skip navigation


Register for Latest Research

Stay Informed
Register with NCJRS to receive NCJRS's biweekly e-newsletter JUSTINFO and additional periodic emails from NCJRS and the NCJRS federal sponsors that highlight the latest research published or sponsored by the Office of Justice Programs.

NCJRS Abstract

The document referenced below is part of the NCJRS Virtual Library collection. To conduct further searches of the collection, visit the Virtual Library. See the Obtain Documents page for direction on how to access resources online, via mail, through interlibrary loans, or in a local library.


NCJ Number: 118704 Find in a Library
Title: Courtrooms, Classrooms
Journal: School Safety  Dated:(Winter 1986)  Pages:8-10
Author(s): J M Yeaman
Date Published: 1986
Page Count: 3
Sponsoring Agency: National Institute of Justice/
Rockville, MD 20849
NCJRS Photocopy Services
Rockville, MD 20849-6000
Sale Source: National Institute of Justice/
NCJRS paper reproduction
Box 6000, Dept F
Rockville, MD 20849
United States of America

NCJRS Photocopy Services
Box 6000
Rockville, MD 20849-6000
United States of America
Document: PDF
Type: Legislation/Policy Description
Language: English
Country: United States of America
Annotation: Schools are the primary setting for most of the serious delinquency occurring today and, at the same time, they are the best and most valued information source for detecting and preventing child abuse and neglect.
Abstract: The concern of the National Council of Juvenile and Family Court Judges (NCJFCJ) has prompted issuance of the following official policy statements: (1) A close liaison should be maintained between the court and school, (2) families and schools should be strengthened to reduce delinquency, (3) the impact of school problems on delinquency should be researched, (4) judges should offer support for better schools, (5) truancy should not be ignored by the courts, (6) runaways are missing children and should be detained and helped, (7) priority treatment should go to preventing truants, dropouts, missing children, and runaways, and (8) school and legal personnel show a mutual reluctance to assist.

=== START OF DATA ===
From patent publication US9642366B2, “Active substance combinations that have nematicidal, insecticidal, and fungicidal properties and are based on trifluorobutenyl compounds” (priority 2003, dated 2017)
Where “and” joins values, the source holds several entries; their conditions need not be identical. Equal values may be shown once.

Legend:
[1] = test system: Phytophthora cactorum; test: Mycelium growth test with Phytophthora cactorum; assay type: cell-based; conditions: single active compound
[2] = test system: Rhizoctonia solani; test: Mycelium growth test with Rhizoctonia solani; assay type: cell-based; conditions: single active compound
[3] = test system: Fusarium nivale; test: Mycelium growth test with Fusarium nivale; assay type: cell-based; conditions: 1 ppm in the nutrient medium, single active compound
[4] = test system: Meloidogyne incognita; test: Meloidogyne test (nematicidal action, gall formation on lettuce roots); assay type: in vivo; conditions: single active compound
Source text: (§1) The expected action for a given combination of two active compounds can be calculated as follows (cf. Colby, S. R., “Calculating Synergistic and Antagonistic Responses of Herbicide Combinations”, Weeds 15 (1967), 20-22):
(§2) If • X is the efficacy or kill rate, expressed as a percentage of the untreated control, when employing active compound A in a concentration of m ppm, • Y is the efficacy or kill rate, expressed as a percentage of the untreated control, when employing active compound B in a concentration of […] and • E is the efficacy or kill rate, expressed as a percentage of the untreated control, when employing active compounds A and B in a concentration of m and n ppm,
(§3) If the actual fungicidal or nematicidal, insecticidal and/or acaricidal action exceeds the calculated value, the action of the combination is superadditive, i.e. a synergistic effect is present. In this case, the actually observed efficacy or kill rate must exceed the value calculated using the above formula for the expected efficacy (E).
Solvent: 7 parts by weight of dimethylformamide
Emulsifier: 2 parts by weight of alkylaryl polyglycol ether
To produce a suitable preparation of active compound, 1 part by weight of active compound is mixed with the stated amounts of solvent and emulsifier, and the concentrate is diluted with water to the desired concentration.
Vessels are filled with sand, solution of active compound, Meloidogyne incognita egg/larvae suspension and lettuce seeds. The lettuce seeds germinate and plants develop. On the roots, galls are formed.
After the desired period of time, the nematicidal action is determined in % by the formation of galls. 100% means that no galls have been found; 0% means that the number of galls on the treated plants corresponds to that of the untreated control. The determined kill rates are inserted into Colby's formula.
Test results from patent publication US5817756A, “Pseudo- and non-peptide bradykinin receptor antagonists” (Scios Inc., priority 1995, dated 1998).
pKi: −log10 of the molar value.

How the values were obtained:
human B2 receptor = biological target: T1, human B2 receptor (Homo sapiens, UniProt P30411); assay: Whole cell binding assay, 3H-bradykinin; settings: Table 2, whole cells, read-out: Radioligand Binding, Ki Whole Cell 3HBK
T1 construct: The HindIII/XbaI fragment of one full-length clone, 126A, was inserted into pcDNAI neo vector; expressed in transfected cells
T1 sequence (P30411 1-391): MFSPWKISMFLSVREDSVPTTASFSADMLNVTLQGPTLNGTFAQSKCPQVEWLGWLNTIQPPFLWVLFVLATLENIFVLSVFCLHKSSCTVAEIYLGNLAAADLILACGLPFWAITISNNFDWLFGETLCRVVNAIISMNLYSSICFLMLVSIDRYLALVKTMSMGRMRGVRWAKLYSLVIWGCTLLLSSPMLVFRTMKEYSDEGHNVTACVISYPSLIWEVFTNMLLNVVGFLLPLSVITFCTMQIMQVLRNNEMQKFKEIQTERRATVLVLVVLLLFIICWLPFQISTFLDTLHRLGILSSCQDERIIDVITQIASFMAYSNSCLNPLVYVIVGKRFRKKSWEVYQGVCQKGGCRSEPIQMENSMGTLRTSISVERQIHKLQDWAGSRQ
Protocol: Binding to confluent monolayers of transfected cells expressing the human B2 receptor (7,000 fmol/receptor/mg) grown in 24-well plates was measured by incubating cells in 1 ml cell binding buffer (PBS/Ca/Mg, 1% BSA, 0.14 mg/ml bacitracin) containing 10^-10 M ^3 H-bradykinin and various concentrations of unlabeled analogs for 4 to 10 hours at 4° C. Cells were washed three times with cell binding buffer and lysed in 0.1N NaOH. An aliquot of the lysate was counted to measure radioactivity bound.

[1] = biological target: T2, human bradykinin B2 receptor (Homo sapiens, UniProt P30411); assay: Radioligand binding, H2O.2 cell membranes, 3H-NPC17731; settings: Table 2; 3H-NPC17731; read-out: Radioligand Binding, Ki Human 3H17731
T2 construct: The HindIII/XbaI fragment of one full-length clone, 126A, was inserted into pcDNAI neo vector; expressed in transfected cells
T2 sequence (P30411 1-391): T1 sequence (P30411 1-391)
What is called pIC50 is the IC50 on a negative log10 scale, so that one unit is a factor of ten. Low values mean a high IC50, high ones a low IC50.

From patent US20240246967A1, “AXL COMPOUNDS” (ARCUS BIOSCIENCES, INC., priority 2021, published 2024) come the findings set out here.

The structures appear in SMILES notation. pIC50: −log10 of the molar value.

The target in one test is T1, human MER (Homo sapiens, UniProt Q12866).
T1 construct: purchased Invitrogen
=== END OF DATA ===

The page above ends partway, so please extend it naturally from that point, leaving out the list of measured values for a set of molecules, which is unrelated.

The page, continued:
Main Term(s): Juvenile delinquency prevention
Index Term(s): Family counseling; Juvenile arbitration; School delinquency programs
To cite this abstract, use the following link:

*A link to the full-text document is provided whenever possible. For documents not available online, a link to the publisher's website is provided. Tell us how you use the NCJRS Library and Abstracts Database - send us your feedback.